I received my first Christmas card of the year today, but mine are still on my to-do list. I have everything ready; I just need to find the time! I usually include a newsletter to update our distant friends on our lives. I really enjoy reading these newsletters from other friends because they are filled with good news, highlights, and remembrances of the big events. Sometimes they are also filled with bad news of illness or death, difficulties and hardship. When you have just a small space to share a year’s worth of news, you pick the most important things. I like to hear all the news, good and bad, so I know what’s happening with those I love, but many people do not like the newsletters because they sound too boastful or depressing.

People say the same thing about Paul’s letters! Paul can sound boastful at times and sometimes his letters aren’t pleasant to hear because he does speak forcefully about living rightly and righteously. He corrects and rebukes the churches for their failures and failings. He demands much from the Christians under his care. However, he cares very deeply for each and every one of them. He cares about their hearts, about their souls and especially about their eternal life in Christ. This is evident by the way he cares about their everyday lives. He writes to encourage them to be all they can be, to continue living in God’s grace to the fullest. He writes to build up the church from the inside, so that work that Christ began will be perfected and will flow out into the world.

I don’t know about you, but every year I promise myself that I am going to make this Advent and Christmas much simpler. I promise myself I won’t do too much. I promise myself - and God - that I’ll focus more closely on “the reason for the season.” I fail, every year. This year is no exception. As I prepare for our party, it seems as though I will never get everything done that I need to do. I suppose that’s why it is good that we meet John the Baptist so early in the Church year. John reminds us of the reason for Advent.

We are being called to live a fruitful life, one that glorifies God. We aren’t meant to run away from God’s refining fire, but to experience it. We are meant to be changed, transformed into something beautiful and holy. We aren’t meant to avoid they launderer of our life, cleansed of our sinful nature. Advent is a time to talk about hope, to look forward to the coming of Christ, but historically it was a season of repentance. We tend to get lost in the chaos of our preparation, but John reminds us that now is the time to grow deeper in our faith as we draw nearer to the Christ. No matter how much we complain about the commercialization of the season, we still get caught up in it all. We get lost in the busy-ness and forget the purpose. People don’t change; we are just like the Israelites in Malachi’s day and the Jews who heard John the Baptist’s cry. We still need to be called to repent, to turn around, to wait patiently, and to seek God.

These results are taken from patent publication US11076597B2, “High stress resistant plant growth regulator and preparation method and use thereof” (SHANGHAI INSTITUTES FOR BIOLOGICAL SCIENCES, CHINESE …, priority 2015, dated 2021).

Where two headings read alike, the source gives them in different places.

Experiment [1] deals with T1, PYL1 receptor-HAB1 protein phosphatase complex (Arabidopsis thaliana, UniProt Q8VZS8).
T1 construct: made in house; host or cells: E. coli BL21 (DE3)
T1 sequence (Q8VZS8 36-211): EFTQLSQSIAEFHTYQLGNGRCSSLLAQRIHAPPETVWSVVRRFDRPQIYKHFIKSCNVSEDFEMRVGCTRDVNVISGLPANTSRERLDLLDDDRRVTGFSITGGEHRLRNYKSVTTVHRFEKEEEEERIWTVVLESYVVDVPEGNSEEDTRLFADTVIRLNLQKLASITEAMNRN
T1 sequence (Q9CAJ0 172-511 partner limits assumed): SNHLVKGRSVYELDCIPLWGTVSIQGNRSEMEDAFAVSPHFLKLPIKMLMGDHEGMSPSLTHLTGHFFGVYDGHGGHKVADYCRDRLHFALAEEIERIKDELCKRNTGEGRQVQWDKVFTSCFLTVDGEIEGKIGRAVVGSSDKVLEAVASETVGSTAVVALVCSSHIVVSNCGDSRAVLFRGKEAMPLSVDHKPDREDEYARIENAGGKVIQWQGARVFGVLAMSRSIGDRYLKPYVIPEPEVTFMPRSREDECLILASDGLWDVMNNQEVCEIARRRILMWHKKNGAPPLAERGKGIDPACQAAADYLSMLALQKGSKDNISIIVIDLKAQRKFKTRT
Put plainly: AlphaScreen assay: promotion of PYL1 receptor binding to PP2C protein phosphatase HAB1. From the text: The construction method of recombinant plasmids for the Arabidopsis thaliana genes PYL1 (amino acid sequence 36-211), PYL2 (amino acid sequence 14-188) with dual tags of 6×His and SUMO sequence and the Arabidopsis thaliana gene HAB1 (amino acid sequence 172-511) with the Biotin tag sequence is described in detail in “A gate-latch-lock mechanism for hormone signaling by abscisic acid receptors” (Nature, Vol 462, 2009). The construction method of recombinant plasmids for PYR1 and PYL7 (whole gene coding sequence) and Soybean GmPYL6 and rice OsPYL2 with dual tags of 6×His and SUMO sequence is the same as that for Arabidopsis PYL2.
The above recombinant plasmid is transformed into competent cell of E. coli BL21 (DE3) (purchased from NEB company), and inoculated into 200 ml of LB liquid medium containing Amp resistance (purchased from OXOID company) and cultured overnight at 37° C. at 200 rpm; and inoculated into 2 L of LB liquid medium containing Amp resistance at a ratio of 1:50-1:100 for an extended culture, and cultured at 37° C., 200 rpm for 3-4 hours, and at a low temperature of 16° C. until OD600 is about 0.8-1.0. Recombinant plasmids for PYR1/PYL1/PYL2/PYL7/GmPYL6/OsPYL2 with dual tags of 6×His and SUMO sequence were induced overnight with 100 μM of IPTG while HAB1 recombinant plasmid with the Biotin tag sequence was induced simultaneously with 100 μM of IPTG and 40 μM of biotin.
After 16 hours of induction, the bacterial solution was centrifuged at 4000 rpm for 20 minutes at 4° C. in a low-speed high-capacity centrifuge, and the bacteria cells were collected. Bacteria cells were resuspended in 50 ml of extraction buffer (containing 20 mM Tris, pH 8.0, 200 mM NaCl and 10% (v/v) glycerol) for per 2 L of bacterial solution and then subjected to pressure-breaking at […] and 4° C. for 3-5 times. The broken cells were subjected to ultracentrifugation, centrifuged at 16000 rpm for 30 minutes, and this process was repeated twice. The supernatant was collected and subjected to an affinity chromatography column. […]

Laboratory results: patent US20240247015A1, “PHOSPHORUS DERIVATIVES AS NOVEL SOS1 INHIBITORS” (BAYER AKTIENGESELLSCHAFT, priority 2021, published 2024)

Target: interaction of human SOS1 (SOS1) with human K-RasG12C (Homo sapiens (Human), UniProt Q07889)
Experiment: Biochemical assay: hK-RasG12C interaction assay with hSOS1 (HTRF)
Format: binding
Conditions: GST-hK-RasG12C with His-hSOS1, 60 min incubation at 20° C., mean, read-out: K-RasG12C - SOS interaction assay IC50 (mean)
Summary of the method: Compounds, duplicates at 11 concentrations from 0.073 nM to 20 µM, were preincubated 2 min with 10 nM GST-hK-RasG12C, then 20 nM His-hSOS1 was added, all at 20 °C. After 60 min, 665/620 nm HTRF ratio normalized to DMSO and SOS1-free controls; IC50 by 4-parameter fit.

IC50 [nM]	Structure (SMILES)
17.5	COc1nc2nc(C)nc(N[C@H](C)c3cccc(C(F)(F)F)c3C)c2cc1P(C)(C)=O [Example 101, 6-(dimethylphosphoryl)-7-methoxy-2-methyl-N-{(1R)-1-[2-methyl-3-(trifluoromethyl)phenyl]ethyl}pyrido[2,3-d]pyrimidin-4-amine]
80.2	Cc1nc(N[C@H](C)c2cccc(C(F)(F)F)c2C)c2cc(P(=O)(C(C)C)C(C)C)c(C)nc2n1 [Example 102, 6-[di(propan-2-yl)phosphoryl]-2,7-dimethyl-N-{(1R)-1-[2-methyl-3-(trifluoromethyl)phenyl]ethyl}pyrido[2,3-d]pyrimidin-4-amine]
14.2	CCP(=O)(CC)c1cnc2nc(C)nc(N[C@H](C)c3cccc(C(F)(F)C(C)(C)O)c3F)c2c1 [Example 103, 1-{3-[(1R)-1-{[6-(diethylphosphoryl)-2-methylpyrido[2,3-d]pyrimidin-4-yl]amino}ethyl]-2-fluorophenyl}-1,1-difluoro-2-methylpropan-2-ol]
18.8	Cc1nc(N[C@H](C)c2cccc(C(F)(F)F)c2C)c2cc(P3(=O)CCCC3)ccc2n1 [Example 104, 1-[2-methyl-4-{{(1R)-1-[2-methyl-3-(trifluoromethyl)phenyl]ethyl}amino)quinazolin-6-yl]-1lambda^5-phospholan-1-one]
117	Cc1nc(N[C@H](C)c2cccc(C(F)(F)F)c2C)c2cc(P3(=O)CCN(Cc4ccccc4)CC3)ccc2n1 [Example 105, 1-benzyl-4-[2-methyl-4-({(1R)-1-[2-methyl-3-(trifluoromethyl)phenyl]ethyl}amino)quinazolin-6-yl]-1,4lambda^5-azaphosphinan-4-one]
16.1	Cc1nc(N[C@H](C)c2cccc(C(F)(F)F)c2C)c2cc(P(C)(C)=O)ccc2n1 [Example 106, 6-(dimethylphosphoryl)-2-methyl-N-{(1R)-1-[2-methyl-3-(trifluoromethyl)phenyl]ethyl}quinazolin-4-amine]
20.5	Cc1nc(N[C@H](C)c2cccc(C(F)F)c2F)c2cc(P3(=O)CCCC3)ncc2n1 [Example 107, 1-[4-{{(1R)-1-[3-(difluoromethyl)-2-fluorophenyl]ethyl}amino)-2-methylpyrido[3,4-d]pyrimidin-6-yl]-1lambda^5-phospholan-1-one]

That’s why the refining and cleansing is not a once and done process. A refiner tempers the metal over and over again until all the impurities are gone. A launderer might have to rewash an item several times before the stain disappears. We have to be reminded over and over again to turn to God, to remember what He has done. That’s why we look forward to the Nativity year after year. Jesus certainly does not need to be born again, but in His first Advent story we see God’s grace and remember His promise as we look forward to His final Advent.

On the second Sunday of Advent we hear the story of John as he cries out in the wilderness for us to repent and turn to the Lord. His story is not the happy one we expect in a season of Rudolph and Frosty. The Gospel lesson ends with John’s imprisonment, but in John’s cry for repentance we hear the promise of forgiveness. Through his words we are called to return to the God who is faithful to His promise to make us new..

The traditions we follow during Advent teach us about God’s faithfulness. That nativity puts Christ in the center of our celebration. The tree is symbolic of life and growth and creation. The lights represent the Light of Christ. Baking cookies is a way of sharing hospitality. Gift giving is a way for us to reflect the generosity of God and to share our blessings with others. We may want to simplify our holiday celebrations, but these traditions are not bad unless we use them as a way to flee from the wrath to come.

During this Advent season we are waiting for the coming of the Lord, both in the manger and in His glory. What should we do? John calls us to live the life of repentance. This is not a time to run away and hide or try to find our own way of surviving the coming wrath. Now is the time to turn to God, to seek Him, to follow Him as He works on our hearts, cleansing us and transforming us into something new. By His grace we’ll respond with the psalmist by singing praise to the God of our salvation. We are to repent, but the Psalm invites us to praise the God who has done great things for us. So, let’s make a joyful noise of praise with all God’s people whose stories led to the coming of the Messiah and those who will believe in Him through the stories we tell about His great deeds.